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Anyone diagnosed with pancreas issues?

pancreas epi exocrine pancreatitis orthostatic muscle pain fibromyalgia

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#1 onebratt08

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Posted 28 October 2016 - 04:47 PM

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Hi all, new here. Wondering if I could hear from others who have been diagnosed with pancreas issues (forms of pancreatitis, EPI, etc). Here's what I'm going through:

At 19 or 20, I was diagnosed with acute pancreatitis. My lipase was 10x the top of the range. Doc did all these tests, couldn't figure out why I had pancreatitis, called it ideopathic. I became very careful with my diet. And from time to time, about once a year, I would suffer an attack that would disable me for a day. Then it seemed to go away a while until my gall bladder went bad about 12 years later. Had the bad gall bladder removed and I felt fine again for a while. The past several years, I've had IBS symptoms trending towards IBS-D most of the time. On and off pain in my back that would lay me up. Things have gotten worse this year, so I saw a gastro who did an endoscopy and colonoscopy, more concerned about ulcers, gastritis, Crohn's and celiac. I've been gluten free for over 4 years, so the celiac test was a bust, but I do think I have troubles with gluten. Colonoscopy was perfect. Endoscopy showed just a mild gastritis and a sliding hiatal hernia. I take Nexium for reflux. But I'm still having pain, it's usually first noticeable as mid-back pain, usually left side, but sometimes center. I don't know why doc keeps steering away from my pancreas with my history, although he did a blood test and lipase was mildly elevated - it always is. Always. The pain waxes and wanes, so it's not always present.

However, I have some other symptoms and I'm wondering if these can be related to a pancreas issue. Pain, particularly in the neck and shoulders, to the point that lifting weights or swimming puts me in severe pain for about a week after. Orthostatic intolerance (blood pressure drops when I stand) - I manage this with meds, but if I even miss a dose, I'm struggling to stay upright. Docs have rules I do NOT have POTS. My body struggles to balance electrolytes. I have to supplement electrolytes and lots of them. I'm wondering if these symptoms can be tied to a problem with the pancreas, perhaps a mild EPI? I don't vomit and my weight holds pretty steady, that said, I can eat a ton of food and not gain an ounce and I have always tended towards hypoglycemia. I'm a 5'4" female at about 125 lbs and I can out-eat my 6'7", 220 lb husband. He gains weight if he eats like me. Another thing, I know people with pancreas problems should not drink, but I can not drink. Even a sip makes me feel pain (usually in the neck and shoulders). It's like my body is allergic to alcohol...wasn't always that way, but it's become that way in recent years.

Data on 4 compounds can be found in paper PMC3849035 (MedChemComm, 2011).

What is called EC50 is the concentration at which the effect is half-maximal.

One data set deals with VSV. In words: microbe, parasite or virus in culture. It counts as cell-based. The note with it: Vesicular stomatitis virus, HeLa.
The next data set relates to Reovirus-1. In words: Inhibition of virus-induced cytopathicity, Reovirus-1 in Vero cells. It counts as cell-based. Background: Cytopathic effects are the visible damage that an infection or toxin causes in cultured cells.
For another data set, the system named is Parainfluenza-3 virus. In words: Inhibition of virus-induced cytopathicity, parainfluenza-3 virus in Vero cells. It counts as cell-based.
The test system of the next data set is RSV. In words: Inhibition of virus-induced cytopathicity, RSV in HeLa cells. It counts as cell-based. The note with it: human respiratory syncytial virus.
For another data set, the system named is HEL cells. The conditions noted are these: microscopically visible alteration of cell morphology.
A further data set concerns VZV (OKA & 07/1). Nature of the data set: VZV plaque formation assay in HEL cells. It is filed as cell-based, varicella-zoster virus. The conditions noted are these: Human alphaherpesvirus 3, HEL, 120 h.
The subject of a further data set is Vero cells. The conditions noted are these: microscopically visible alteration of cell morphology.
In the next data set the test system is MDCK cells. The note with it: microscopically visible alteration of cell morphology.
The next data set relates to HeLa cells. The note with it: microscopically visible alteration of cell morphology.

I've been to about 20 doctors since my symptoms started. The back, shoulder, neck pain presented first. We've ruled out so much - thyroid disease, autoimmune diseases, Crohn's, Lyme disease, various other infectious disease, various muscle diseases and muscle damage. They think I'm a medical mystery. But with a pain flare this week and reading more about the other symptoms of pancreatic problems, I'm thinking the symptoms I have might all be related to a history of pancreas issues. If I'm on the right track, please help me so that I can try steering docs in that direction. I've been in daily misery for nearly 5 years. 

Thanks!


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#2 Gerry J

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Posted 03 April 2017 - 10:26 AM

I was diagnosed with chronic pancreatitis in 2010 since 1990 onwards I've had so much pain sometimes I developed a heroin habit self medicating for the pain. At first the doctor told me to take a diconal or a half 1 then they stopped working and since 1998 onwards ive had a hell of a life self medicating for this , I'd advise anyone else not I repeat DO NOT self medicate

#3 Twindy91

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Posted 21 January 2020 - 08:47 PM

Hi, did they ever figure out the issue? I am experiencing excruciating back and neck pain along with constipation.



#4 APR

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Posted 12 September 2020 - 02:05 AM

I'm sorry that this is an old post, but I was wondering what people's experience has been with EPI.  I've had a tough time since being diagnosed with IBS back in 2015 or so, and I'm wondering if I might actually have EPI.

 

I began wondering about EPI when I started hearing radio commercials about the issue.  My stools are always odd and what I would describe as oily.  Nothing really helps a whole lot with my issues, and at least if I had EPI, I would have the hope of a treatment that would actually help.

 

As far as I know, I don't have what could obviously be an underlying cause of EPI (I'm not diabetic, don't have a history of pancreatitis or alcohol abuse, and am not a diabetic).  I do wonder about family history, though.  My mother died of pancreatic cancer [though smoking was likely a factor].  My brother had severe ulcerative colitis, for which he had a bowel resection--and not long after, he became a type one diabetic [which I am presuming was a complication from surgery, as I don't believe it is common to develop type one diabetes at 30 years old].